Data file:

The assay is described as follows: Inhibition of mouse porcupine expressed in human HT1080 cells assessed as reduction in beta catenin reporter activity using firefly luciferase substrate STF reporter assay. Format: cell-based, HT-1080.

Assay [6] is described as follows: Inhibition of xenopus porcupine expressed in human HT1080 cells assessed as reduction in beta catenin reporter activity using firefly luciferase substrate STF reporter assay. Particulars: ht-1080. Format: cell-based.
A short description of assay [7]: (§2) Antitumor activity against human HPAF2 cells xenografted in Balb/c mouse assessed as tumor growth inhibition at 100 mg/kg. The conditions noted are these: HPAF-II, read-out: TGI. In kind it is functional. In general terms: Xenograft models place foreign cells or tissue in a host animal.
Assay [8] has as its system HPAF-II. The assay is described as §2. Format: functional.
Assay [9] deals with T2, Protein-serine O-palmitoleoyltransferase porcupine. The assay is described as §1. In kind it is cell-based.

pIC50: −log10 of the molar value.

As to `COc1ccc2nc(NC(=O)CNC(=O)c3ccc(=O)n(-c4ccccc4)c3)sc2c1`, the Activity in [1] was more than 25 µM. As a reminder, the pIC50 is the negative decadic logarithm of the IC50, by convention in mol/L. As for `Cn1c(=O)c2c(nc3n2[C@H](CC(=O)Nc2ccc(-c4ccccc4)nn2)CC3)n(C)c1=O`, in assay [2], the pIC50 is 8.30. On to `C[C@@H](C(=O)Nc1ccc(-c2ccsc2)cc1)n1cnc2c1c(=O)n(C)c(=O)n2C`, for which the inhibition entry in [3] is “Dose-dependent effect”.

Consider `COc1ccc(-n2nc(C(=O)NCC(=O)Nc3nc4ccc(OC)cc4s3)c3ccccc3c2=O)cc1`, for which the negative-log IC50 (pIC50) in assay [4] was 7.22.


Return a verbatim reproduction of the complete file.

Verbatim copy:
The assay is described as follows: Inhibition of mouse porcupine expressed in human HT1080 cells assessed as reduction in beta catenin reporter activity using firefly luciferase substrate STF reporter assay. Format: cell-based, HT-1080.

Assay [6] is described as follows: Inhibition of xenopus porcupine expressed in human HT1080 cells assessed as reduction in beta catenin reporter activity using firefly luciferase substrate STF reporter assay. Particulars: ht-1080. Format: cell-based.
A short description of assay [7]: (§2) Antitumor activity against human HPAF2 cells xenografted in Balb/c mouse assessed as tumor growth inhibition at 100 mg/kg. The conditions noted are these: HPAF-II, read-out: TGI. In kind it is functional. In general terms: Xenograft models place foreign cells or tissue in a host animal.
Assay [8] has as its system HPAF-II. The assay is described as §2. Format: functional.
Assay [9] deals with T2, Protein-serine O-palmitoleoyltransferase porcupine. The assay is described as §1. In kind it is cell-based.

pIC50: −log10 of the molar value.

As to `COc1ccc2nc(NC(=O)CNC(=O)c3ccc(=O)n(-c4ccccc4)c3)sc2c1`, the Activity in [1] was more than 25 µM. As a reminder, the pIC50 is the negative decadic logarithm of the IC50, by convention in mol/L. As for `Cn1c(=O)c2c(nc3n2[C@H](CC(=O)Nc2ccc(-c4ccccc4)nn2)CC3)n(C)c1=O`, in assay [2], the pIC50 is 8.30. On to `C[C@@H](C(=O)Nc1ccc(-c2ccsc2)cc1)n1cnc2c1c(=O)n(C)c(=O)n2C`, for which the inhibition entry in [3] is “Dose-dependent effect”.

Consider `COc1ccc(-n2nc(C(=O)NCC(=O)Nc3nc4ccc(OC)cc4s3)c3ccccc3c2=O)cc1`, for which the negative-log IC50 (pIC50) in assay [4] was 7.22.